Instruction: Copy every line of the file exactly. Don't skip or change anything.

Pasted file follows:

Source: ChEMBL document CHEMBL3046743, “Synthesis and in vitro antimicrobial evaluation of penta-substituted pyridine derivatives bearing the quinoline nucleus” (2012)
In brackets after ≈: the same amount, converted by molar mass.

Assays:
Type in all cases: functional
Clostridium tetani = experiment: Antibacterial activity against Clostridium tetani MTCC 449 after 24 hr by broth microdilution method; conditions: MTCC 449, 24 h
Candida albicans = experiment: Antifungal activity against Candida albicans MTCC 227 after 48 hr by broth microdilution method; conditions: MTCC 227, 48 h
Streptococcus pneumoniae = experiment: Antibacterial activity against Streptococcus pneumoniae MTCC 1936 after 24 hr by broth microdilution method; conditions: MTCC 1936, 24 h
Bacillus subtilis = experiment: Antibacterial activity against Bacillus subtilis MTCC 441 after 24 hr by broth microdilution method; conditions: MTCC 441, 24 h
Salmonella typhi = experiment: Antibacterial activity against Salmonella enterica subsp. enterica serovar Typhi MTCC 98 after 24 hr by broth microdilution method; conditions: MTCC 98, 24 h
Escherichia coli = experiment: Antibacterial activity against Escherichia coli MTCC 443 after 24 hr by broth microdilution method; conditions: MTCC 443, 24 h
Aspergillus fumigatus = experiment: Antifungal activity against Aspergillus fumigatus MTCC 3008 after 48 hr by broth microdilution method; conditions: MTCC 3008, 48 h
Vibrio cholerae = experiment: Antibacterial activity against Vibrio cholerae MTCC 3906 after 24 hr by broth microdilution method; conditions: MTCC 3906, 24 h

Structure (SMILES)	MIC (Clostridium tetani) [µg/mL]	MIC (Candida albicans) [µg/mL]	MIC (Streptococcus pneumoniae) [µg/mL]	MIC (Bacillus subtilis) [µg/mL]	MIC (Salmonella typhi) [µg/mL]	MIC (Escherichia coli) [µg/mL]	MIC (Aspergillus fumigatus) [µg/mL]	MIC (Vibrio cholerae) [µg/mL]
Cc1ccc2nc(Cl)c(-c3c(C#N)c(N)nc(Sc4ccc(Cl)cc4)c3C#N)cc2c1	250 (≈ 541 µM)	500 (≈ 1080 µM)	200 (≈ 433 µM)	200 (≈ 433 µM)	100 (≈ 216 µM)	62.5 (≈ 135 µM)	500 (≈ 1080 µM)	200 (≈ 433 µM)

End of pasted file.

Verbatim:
Source: ChEMBL document CHEMBL3046743, “Synthesis and in vitro antimicrobial evaluation of penta-substituted pyridine derivatives bearing the quinoline nucleus” (2012)
In brackets after ≈: the same amount, converted by molar mass.

Assays:
Type in all cases: functional
Clostridium tetani = experiment: Antibacterial activity against Clostridium tetani MTCC 449 after 24 hr by broth microdilution method; conditions: MTCC 449, 24 h
Candida albicans = experiment: Antifungal activity against Candida albicans MTCC 227 after 48 hr by broth microdilution method; conditions: MTCC 227, 48 h
Streptococcus pneumoniae = experiment: Antibacterial activity against Streptococcus pneumoniae MTCC 1936 after 24 hr by broth microdilution method; conditions: MTCC 1936, 24 h
Bacillus subtilis = experiment: Antibacterial activity against Bacillus subtilis MTCC 441 after 24 hr by broth microdilution method; conditions: MTCC 441, 24 h
Salmonella typhi = experiment: Antibacterial activity against Salmonella enterica subsp. enterica serovar Typhi MTCC 98 after 24 hr by broth microdilution method; conditions: MTCC 98, 24 h
Escherichia coli = experiment: Antibacterial activity against Escherichia coli MTCC 443 after 24 hr by broth microdilution method; conditions: MTCC 443, 24 h
Aspergillus fumigatus = experiment: Antifungal activity against Aspergillus fumigatus MTCC 3008 after 48 hr by broth microdilution method; conditions: MTCC 3008, 48 h
Vibrio cholerae = experiment: Antibacterial activity against Vibrio cholerae MTCC 3906 after 24 hr by broth microdilution method; conditions: MTCC 3906, 24 h

Structure (SMILES)	MIC (Clostridium tetani) [µg/mL]	MIC (Candida albicans) [µg/mL]	MIC (Streptococcus pneumoniae) [µg/mL]	MIC (Bacillus subtilis) [µg/mL]	MIC (Salmonella typhi) [µg/mL]	MIC (Escherichia coli) [µg/mL]	MIC (Aspergillus fumigatus) [µg/mL]	MIC (Vibrio cholerae) [µg/mL]
Cc1ccc2nc(Cl)c(-c3c(C#N)c(N)nc(Sc4ccc(Cl)cc4)c3C#N)cc2c1	250 (≈ 541 µM)	500 (≈ 1080 µM)	200 (≈ 433 µM)	200 (≈ 433 µM)	100 (≈ 216 µM)	62.5 (≈ 135 µM)	500 (≈ 1080 µM)	200 (≈ 433 µM)